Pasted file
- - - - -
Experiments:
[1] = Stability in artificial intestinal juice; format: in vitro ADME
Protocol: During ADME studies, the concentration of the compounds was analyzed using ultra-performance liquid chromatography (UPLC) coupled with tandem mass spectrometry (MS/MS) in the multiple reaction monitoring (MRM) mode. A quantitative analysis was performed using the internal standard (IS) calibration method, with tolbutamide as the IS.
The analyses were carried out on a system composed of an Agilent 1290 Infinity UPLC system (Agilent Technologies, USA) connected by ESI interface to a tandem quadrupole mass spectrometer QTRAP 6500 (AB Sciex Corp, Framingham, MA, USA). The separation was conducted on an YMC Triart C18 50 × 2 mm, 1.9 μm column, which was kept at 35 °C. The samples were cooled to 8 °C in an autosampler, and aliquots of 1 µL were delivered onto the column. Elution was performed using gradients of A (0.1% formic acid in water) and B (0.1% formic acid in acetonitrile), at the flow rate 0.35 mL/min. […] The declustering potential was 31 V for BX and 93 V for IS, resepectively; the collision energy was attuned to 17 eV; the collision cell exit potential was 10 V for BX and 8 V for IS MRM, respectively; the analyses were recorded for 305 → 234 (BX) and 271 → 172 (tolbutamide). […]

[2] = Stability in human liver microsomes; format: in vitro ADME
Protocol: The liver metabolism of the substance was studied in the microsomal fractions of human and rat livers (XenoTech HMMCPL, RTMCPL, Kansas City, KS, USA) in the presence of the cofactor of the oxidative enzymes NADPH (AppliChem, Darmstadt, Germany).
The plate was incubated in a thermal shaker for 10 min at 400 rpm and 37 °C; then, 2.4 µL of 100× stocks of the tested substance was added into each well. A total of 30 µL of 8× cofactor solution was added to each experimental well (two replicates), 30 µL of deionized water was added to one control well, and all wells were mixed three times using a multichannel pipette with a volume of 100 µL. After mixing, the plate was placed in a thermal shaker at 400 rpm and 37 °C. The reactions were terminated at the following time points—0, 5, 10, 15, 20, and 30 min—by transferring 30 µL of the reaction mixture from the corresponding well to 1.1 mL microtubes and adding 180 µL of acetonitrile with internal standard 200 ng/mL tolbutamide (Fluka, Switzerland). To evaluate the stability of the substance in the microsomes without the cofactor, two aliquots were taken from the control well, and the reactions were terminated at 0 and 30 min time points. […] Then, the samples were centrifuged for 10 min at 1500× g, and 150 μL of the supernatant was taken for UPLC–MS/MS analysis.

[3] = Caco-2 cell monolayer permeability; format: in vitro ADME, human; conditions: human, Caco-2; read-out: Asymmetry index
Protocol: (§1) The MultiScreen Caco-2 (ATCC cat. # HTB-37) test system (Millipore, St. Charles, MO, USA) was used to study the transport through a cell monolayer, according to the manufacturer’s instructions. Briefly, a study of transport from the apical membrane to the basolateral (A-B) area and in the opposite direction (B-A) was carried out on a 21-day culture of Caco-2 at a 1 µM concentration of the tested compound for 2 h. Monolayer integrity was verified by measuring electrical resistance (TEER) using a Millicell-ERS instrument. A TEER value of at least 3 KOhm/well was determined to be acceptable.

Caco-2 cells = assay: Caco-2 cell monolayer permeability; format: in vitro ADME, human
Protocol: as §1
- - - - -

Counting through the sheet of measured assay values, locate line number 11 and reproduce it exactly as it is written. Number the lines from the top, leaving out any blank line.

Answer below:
Protocol: as §1